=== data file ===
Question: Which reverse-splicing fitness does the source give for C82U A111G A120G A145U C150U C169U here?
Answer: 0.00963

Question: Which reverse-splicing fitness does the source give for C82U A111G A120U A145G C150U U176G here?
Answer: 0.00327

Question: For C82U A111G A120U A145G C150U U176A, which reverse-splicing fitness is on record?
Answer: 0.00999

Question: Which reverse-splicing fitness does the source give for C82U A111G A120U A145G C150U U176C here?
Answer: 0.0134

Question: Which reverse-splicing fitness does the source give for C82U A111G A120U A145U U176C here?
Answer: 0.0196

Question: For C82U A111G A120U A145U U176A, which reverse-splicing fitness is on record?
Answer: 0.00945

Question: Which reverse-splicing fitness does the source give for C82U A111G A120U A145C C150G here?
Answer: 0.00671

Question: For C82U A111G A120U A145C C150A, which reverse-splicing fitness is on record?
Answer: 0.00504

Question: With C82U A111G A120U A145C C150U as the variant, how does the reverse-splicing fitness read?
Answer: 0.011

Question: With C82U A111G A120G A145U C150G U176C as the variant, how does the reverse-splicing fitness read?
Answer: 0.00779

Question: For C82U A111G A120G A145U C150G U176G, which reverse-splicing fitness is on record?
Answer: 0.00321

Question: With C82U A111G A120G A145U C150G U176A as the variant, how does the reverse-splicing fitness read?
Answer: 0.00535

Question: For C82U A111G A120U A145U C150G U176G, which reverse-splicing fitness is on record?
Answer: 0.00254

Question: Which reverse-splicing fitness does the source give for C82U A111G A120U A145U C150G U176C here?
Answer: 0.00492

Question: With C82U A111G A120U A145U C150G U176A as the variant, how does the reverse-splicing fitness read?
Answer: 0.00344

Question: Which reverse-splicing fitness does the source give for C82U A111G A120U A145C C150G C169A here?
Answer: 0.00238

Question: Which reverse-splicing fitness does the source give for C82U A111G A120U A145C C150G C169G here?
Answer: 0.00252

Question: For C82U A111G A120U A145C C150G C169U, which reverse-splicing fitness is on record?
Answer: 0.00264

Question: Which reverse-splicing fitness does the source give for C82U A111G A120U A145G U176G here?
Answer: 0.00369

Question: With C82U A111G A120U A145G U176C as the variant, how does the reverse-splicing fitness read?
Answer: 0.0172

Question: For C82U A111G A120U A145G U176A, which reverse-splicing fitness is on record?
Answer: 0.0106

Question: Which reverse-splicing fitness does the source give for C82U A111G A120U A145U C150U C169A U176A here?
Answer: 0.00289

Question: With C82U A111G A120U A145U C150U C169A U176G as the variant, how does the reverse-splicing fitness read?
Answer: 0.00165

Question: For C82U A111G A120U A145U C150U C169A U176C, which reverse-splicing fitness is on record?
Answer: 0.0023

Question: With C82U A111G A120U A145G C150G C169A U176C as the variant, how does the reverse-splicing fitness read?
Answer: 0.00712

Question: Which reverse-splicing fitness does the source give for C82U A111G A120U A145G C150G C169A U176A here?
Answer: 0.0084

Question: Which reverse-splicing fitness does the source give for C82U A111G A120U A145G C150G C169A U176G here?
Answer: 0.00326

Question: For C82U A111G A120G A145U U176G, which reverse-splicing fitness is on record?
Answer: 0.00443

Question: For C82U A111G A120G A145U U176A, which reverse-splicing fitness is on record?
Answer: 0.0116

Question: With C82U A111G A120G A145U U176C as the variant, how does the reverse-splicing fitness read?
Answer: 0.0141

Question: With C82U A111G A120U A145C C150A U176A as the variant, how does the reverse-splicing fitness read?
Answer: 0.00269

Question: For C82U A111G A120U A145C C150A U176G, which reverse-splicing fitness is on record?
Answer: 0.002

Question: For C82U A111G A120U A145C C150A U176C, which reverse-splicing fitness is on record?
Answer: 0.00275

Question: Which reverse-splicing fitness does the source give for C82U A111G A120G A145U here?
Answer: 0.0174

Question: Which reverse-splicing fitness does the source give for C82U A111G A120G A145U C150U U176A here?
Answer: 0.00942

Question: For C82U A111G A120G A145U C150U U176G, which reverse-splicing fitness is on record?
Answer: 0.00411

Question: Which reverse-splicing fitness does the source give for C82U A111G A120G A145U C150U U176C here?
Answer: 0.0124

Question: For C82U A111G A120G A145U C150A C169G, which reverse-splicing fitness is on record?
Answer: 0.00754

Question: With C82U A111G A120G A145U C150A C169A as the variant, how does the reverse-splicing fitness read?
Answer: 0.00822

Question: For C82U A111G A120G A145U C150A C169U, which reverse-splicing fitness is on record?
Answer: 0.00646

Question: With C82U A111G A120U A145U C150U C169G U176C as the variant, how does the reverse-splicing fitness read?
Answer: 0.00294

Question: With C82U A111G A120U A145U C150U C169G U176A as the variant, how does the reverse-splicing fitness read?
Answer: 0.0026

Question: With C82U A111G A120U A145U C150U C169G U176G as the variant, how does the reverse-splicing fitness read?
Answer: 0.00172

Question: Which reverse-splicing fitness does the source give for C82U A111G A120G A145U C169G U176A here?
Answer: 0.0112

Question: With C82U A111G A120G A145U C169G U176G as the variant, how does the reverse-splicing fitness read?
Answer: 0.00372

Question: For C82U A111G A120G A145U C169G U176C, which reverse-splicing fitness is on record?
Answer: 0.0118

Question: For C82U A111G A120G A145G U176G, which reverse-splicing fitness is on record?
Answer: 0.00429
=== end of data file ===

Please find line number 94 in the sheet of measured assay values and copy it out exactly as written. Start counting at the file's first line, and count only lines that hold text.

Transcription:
Answer: 0.00429